Our opinion: Bus cameras prove the problems

Just because someone has a driver’s license doesn’t mean they know every word of the state Vehicle and Traffic Law.

But one thing should be self-evident — when a school bus has its red lights flashing, stop your vehicle until the lights go off again.

But here we are, 10 to 12 times a month in little old Warren County, with vehicles passing school buses with red lights and signs activated. Drivers’ inability to follow one of the easiest — and most important — traffic laws on the books has made necessary the implementation of BusPatrol cameras to monitor conditions inside and outside the buses.

The cameras will be able to capture license plate numbers of vehicles that don’t stop for school buses as well as combining GPS equipment and artificial intelligence to determine if a school bus stopping law violation is taking place. When that camera determines there is a violation, it starts the cameras that are in position to record the license plate of the offending vehicle.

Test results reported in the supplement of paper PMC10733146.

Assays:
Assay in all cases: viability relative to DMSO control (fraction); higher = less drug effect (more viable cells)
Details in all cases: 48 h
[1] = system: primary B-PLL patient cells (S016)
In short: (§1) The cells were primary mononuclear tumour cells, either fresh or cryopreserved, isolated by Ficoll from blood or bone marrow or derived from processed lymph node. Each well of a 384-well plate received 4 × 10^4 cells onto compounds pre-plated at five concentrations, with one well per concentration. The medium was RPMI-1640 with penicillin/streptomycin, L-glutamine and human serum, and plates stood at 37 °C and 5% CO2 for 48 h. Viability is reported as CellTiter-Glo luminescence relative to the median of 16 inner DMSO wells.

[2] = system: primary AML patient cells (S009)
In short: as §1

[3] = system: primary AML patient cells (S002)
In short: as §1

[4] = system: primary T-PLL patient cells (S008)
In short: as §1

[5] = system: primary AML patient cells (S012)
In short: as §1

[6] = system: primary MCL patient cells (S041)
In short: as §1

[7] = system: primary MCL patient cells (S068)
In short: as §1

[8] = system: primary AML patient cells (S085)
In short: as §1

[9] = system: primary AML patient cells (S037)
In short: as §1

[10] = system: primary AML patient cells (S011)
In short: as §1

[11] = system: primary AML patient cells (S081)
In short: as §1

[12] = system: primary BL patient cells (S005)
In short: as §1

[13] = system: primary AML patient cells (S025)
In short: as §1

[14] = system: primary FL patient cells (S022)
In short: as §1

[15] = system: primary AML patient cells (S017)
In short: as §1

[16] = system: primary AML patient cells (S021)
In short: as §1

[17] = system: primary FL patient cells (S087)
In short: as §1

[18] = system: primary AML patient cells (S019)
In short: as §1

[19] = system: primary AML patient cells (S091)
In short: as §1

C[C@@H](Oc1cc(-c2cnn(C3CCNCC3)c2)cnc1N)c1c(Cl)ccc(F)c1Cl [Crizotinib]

There’s a long list of rules and regulations that motorists are supposed to follow. Some of them change from time to time. So it’s understandable that people may have trouble keeping track of them all.

If police personally witness a school bus stopping law violation, the fine is $250 plus costs, a driver’s license suspension of up to 60 days, and five points on their license. The civil penalty is $300 for those charged through BusPatrol.

There is no taxpayer money involved in the BusPatrol cameras. The company only gets paid if Warren County residents break the law. What does that say about BusPatrol’s faith in drivers to follow a relatively simple section of the traffic law?


Today's breaking news and more in your inbox

I'm interested in (please check all that apply)
Are you a paying subscriber to the newspaper? *


Starting at $4.62/week.

Subscribe Today